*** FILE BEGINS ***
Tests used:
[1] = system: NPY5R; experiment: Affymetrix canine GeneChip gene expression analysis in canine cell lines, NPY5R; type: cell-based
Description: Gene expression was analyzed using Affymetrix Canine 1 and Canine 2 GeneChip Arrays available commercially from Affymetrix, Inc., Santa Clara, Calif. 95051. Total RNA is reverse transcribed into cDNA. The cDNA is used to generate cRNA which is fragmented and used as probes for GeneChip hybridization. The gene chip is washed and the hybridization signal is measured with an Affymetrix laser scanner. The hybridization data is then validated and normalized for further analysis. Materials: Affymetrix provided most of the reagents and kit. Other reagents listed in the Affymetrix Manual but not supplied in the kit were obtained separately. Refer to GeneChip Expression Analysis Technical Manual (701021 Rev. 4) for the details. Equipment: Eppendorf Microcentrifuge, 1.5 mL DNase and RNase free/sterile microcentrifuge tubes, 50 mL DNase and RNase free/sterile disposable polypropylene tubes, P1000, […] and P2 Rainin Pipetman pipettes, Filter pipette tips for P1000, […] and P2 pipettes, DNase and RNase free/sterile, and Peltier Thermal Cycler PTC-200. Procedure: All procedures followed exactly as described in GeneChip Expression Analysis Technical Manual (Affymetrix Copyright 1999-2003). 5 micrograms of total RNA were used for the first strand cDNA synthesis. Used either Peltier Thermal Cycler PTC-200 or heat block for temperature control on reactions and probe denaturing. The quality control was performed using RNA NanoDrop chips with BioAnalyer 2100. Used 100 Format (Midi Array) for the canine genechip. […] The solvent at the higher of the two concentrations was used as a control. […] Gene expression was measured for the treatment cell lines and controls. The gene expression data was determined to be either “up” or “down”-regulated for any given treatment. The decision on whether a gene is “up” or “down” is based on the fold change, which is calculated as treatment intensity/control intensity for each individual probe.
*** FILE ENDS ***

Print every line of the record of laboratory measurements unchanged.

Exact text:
Tests used:
[1] = system: NPY5R; experiment: Affymetrix canine GeneChip gene expression analysis in canine cell lines, NPY5R; type: cell-based
Description: Gene expression was analyzed using Affymetrix Canine 1 and Canine 2 GeneChip Arrays available commercially from Affymetrix, Inc., Santa Clara, Calif. 95051. Total RNA is reverse transcribed into cDNA. The cDNA is used to generate cRNA which is fragmented and used as probes for GeneChip hybridization. The gene chip is washed and the hybridization signal is measured with an Affymetrix laser scanner. The hybridization data is then validated and normalized for further analysis. Materials: Affymetrix provided most of the reagents and kit. Other reagents listed in the Affymetrix Manual but not supplied in the kit were obtained separately. Refer to GeneChip Expression Analysis Technical Manual (701021 Rev. 4) for the details. Equipment: Eppendorf Microcentrifuge, 1.5 mL DNase and RNase free/sterile microcentrifuge tubes, 50 mL DNase and RNase free/sterile disposable polypropylene tubes, P1000, […] and P2 Rainin Pipetman pipettes, Filter pipette tips for P1000, […] and P2 pipettes, DNase and RNase free/sterile, and Peltier Thermal Cycler PTC-200. Procedure: All procedures followed exactly as described in GeneChip Expression Analysis Technical Manual (Affymetrix Copyright 1999-2003). 5 micrograms of total RNA were used for the first strand cDNA synthesis. Used either Peltier Thermal Cycler PTC-200 or heat block for temperature control on reactions and probe denaturing. The quality control was performed using RNA NanoDrop chips with BioAnalyer 2100. Used 100 Format (Midi Array) for the canine genechip. […] The solvent at the higher of the two concentrations was used as a control. […] Gene expression was measured for the treatment cell lines and controls. The gene expression data was determined to be either “up” or “down”-regulated for any given treatment. The decision on whether a gene is “up” or “down” is based on the fold change, which is calculated as treatment intensity/control intensity for each individual probe.